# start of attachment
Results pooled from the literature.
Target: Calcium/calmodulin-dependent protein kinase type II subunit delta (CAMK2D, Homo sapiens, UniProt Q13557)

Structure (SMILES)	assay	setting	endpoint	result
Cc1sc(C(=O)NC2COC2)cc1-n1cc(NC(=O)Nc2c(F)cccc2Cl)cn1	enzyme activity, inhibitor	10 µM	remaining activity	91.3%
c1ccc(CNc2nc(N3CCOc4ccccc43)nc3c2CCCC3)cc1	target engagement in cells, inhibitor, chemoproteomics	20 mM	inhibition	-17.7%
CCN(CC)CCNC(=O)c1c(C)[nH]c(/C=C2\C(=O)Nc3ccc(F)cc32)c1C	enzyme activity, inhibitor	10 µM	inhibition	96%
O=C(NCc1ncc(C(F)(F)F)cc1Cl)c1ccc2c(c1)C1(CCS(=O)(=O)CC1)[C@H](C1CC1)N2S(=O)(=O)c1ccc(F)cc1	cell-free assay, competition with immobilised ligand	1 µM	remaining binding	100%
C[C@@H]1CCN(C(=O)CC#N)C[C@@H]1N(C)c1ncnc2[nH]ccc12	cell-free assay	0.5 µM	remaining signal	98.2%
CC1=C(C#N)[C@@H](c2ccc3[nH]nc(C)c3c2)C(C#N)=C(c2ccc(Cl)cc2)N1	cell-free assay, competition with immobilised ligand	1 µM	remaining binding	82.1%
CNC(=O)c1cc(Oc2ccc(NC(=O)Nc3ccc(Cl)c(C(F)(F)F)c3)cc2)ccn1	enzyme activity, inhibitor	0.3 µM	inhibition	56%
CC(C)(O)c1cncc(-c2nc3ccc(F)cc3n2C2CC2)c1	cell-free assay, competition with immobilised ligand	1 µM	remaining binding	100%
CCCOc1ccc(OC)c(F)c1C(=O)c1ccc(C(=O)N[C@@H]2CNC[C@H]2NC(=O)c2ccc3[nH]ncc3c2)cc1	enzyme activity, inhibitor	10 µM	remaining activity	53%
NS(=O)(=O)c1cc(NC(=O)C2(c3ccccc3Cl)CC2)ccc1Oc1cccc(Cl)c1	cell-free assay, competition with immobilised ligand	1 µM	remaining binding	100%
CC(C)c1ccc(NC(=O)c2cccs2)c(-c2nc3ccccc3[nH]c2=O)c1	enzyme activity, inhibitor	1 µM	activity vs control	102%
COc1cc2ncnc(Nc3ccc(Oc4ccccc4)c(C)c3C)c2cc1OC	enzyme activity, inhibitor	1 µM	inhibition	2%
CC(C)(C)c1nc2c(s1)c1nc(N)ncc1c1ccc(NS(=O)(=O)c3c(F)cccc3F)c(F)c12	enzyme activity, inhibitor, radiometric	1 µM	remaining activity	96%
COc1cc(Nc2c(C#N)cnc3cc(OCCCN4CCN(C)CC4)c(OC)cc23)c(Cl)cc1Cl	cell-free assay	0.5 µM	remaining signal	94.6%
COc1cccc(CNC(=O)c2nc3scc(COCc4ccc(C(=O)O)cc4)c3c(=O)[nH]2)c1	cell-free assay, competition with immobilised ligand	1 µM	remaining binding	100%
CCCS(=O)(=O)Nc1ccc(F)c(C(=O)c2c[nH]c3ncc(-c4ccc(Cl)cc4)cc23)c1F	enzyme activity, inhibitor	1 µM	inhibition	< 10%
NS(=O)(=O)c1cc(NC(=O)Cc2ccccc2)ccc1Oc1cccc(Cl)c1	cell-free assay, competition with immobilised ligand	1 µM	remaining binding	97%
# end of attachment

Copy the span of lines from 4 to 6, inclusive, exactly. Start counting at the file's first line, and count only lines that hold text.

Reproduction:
Cc1sc(C(=O)NC2COC2)cc1-n1cc(NC(=O)Nc2c(F)cccc2Cl)cn1	enzyme activity, inhibitor	10 µM	remaining activity	91.3%
c1ccc(CNc2nc(N3CCOc4ccccc43)nc3c2CCCC3)cc1	target engagement in cells, inhibitor, chemoproteomics	20 mM	inhibition	-17.7%
CCN(CC)CCNC(=O)c1c(C)[nH]c(/C=C2\C(=O)Nc3ccc(F)cc32)c1C	enzyme activity, inhibitor	10 µM	inhibition	96%